“I know we’re going to be really prepared,” she said. “We’re playing our best lacrosse as we head into tournament time. We want to keep seeing what else we can do on the field.”
Princeton men’s lacrosse ended its season with an 11-10 loss to Yale in the finals of the Ivy League Tournament at Brown May 3. The defeat gave the Tigers a 9-6 record for the season and left them just short of making the NCAA Tournament. Princeton finished in a three-way tie for the Ivy League regular season championship with Brown and Cornell, both of which made the NCAAs, as did Yale, which got the league’s automatic bid to the NCAAs by winning the Ivy Tournament.
Princeton came agonizing close to getting that bid. The Tigers beat Cornell 11-7 in the Ivy semifinals on May 1, avenging a 15-10 to the Big Red in Ithaca six days earlier. Goalie Tyler Blaisdell ’18 made 14 saves, and senior Mike MacDonald added to his legacy as one of the greatest attackmen ever to play at Princeton with four goals and two assists, giving him 47 and 30 for the year and breaking Jon Hess ’98’s school record for most points in a season. MacDonald and Brown’s Dylan Molloy were chosen as the Ivy League Players of the Year.
The win set up a rematch with Yale, which beat Brown 10-6 in the other semifinal. The Bulldogs had fallen to Princeton 11-10 on March 21. The Tigers led that one most of the way, but the Ivy title game went back and forth, featuring five ties in the second half, the last at 9-9 midway through the fourth quarter. Kip Orban ’15 helped keep Princeton in the contest with four goals, which gave him 45 for the year — the most by a Division I midfielder this year, and the most ever by a Princeton middie. Like MacDonald, Orban was a unanimous selection to the All-Ivy League first team.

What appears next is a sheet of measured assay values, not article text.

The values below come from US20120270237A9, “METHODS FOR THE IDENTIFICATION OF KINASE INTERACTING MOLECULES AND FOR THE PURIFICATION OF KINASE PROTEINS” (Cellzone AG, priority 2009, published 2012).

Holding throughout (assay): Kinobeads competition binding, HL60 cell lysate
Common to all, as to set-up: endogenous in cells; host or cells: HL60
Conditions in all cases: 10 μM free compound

But Orban’s heroics weren’t enough for a second win over Yale, which went up 11-9 on a goal with 4:27 left and survived a last-second shot from midfielder Zach Currier ’17 after MacDonald scored with 27 seconds left to cut the deficit to one. Though MacDonald and Orban graduate, the Tigers return the rest of their starters and will also bring back Will Reynolds ’17 and Mark Strabo ’16, both of whom missed the season with concussions. By David Marcus ’92
Saturday was a good day around the boathouse for the Princeton crew program. The No. 8 open women topped USC in the regular-season finale, and the women’s lightweight team picked up the bronze at Eastern Sprints. The men’s lightweight team lost the main varsity eight race to Columbia, but won out its second- and third-varsity competitions. The most thrilling spectacle came from the men’s heavyweight team. The No. 4 Princeton heavies rallied against Brown to just edge out the Bears at the last second to win first.
The No. 9 women’s water polo team picked up an easy 12-2 win over Wager College in the NCAA play-in game on Saturday, qualifying the Tigers for the NCAA quarterfinals this weekend. Princeton will play Sanford, which won its third NCAA title in four years last season. The tournament will take place at the Cardinal’s home pool in Stanford, Calif.